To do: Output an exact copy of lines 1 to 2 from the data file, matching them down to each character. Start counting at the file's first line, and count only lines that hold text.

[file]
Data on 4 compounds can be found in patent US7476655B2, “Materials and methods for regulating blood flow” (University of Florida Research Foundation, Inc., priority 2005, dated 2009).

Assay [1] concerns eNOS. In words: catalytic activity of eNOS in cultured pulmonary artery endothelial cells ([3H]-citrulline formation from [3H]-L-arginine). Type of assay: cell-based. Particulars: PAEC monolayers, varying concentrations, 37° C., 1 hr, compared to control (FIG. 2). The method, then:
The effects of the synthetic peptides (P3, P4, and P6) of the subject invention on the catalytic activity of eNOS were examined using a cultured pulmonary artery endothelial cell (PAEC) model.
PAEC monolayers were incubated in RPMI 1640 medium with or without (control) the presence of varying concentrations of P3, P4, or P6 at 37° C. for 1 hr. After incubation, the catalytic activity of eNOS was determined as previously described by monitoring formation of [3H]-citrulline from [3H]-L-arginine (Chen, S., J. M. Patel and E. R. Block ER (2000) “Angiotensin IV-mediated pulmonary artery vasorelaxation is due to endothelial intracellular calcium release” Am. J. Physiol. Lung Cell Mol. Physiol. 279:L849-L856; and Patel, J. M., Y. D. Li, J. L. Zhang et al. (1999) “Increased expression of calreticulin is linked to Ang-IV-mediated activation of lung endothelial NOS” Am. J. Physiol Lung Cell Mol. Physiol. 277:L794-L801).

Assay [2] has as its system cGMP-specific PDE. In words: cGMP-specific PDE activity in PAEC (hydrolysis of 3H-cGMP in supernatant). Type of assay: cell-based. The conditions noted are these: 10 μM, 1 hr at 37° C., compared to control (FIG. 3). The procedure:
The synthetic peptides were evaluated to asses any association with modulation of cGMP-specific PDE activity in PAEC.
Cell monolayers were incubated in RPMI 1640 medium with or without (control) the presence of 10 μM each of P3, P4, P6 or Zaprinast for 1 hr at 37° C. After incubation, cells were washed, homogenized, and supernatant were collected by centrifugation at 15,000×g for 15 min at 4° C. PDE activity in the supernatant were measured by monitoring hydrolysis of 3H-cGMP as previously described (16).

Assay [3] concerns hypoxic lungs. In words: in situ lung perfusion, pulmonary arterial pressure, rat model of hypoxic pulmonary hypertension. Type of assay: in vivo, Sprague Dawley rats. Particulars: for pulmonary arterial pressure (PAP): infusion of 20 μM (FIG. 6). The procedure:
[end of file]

Data on 4 compounds can be found in patent US7476655B2, “Materials and methods for regulating blood flow” (University of Florida Research Foundation, Inc., priority 2005, dated 2009).

Assay [1] concerns eNOS. In words: catalytic activity of eNOS in cultured pulmonary artery endothelial cells ([3H]-citrulline formation from [3H]-L-arginine). Type of assay: cell-based. Particulars: PAEC monolayers, varying concentrations, 37° C., 1 hr, compared to control (FIG. 2). The method, then: